Coroner inquest and HPV vaccine
- expert responds
9 August 2012
Claims relating to vaccine safety are back in the media spotlight as an inquest into the unexplained death of teenager Jasmine Renata in 2009 continues.
The family has told the coroner they believe the death is linked to the Gardasil vaccine for human papilloma virus (HPV) that Ms Renata received six months earlier, and today testimony from overseas witnesses providing health-related information to support these claims has been heard via video link.
Dr Helen Petousis-Harris, Academic Lead, Immunisation Research and Vaccinology, Immunisation Advisory Centre, comments:
"Data on the safety of Gardasil vaccine continues to accumulate globally and supports the excellent safety profile of this vaccine. More than 40 million doses of this vaccine have been distributed globally. There are now a number of very large post licensure studies that compare vaccinated with unvaccinated people showing there is no increase in risk for unexpected adverse outcomes associated with the Gardasil vaccine.
"Examples of vaccine safety monitoring systems include the US Vaccine safety Datalink (VSD) project which has data for over 9 million people each year and compares outcomes in vaccinated and unvaccinated people and the European Vaccine Adverse Event Surveillance and Communication (VAESCO) which also has information for a very large population. There have been no concerns about the safety of Gardasil vaccine identified. In contrast, many countries (including NZ) who have introduced this vaccine have observed dramatic decreases (>50%) in the rates of new cases of genital warts and early signs of a decrease in cervical disease."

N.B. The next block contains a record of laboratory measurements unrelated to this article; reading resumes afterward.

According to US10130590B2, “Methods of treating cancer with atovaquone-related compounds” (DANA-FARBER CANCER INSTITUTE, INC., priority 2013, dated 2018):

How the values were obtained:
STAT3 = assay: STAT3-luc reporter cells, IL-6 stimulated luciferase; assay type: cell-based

In response to reports of claims made by a 'health expert' at the inquest:
"I find the claims bizarre. Gardasil is certainly likely to have residual fragments of HPV DNA in it as the vaccine is manufactured using a gene form the HPV virus. This is the case for any medicinal product manufactured using recombinant technology. This is not considered contamination and not considered a risk to vaccine recipients. The generation of human papillomavirus from the vaccine is actually not possible as there is no virus in the vaccine, only a virus-like particle comprised of a single viral protein. There is no infectious capacity.
"Most scientists find it difficult to get recombinant DNA into human cells and then get protein expressed. There would need to a significant amount of viral DNA that somehow finds its way into the humans cells with intact promoter and regulatory regions (and we already know that the tiny amount of residual DNA in the vaccine is highly fragmented) and then this would only be able to occur in the muscle cells where it was injected. Furthermore it would take another string of extraordinary events for an adverse event to also occur. To the best of my knowledge none of this work has been either replicated by other scientists or peer reviewed and published."